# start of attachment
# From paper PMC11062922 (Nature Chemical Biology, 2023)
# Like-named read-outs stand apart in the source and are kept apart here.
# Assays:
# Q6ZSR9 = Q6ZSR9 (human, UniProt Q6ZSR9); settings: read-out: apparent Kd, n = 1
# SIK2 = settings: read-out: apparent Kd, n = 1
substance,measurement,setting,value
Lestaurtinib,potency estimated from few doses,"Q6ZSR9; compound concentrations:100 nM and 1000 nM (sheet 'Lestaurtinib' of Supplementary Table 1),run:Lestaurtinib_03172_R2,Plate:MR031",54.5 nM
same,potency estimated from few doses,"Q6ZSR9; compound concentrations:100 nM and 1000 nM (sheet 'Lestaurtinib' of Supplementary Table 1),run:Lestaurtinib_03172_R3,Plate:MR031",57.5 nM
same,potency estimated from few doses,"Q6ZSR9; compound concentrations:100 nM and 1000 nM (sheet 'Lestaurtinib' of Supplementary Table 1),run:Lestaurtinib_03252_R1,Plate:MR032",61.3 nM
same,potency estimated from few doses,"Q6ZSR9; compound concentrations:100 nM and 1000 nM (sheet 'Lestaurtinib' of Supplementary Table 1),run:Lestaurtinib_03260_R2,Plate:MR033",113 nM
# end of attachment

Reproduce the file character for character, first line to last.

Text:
# From paper PMC11062922 (Nature Chemical Biology, 2023)
# Like-named read-outs stand apart in the source and are kept apart here.
# Assays:
# Q6ZSR9 = Q6ZSR9 (human, UniProt Q6ZSR9); settings: read-out: apparent Kd, n = 1
# SIK2 = settings: read-out: apparent Kd, n = 1
substance,measurement,setting,value
Lestaurtinib,potency estimated from few doses,"Q6ZSR9; compound concentrations:100 nM and 1000 nM (sheet 'Lestaurtinib' of Supplementary Table 1),run:Lestaurtinib_03172_R2,Plate:MR031",54.5 nM
same,potency estimated from few doses,"Q6ZSR9; compound concentrations:100 nM and 1000 nM (sheet 'Lestaurtinib' of Supplementary Table 1),run:Lestaurtinib_03172_R3,Plate:MR031",57.5 nM
same,potency estimated from few doses,"Q6ZSR9; compound concentrations:100 nM and 1000 nM (sheet 'Lestaurtinib' of Supplementary Table 1),run:Lestaurtinib_03252_R1,Plate:MR032",61.3 nM
same,potency estimated from few doses,"Q6ZSR9; compound concentrations:100 nM and 1000 nM (sheet 'Lestaurtinib' of Supplementary Table 1),run:Lestaurtinib_03260_R2,Plate:MR033",113 nM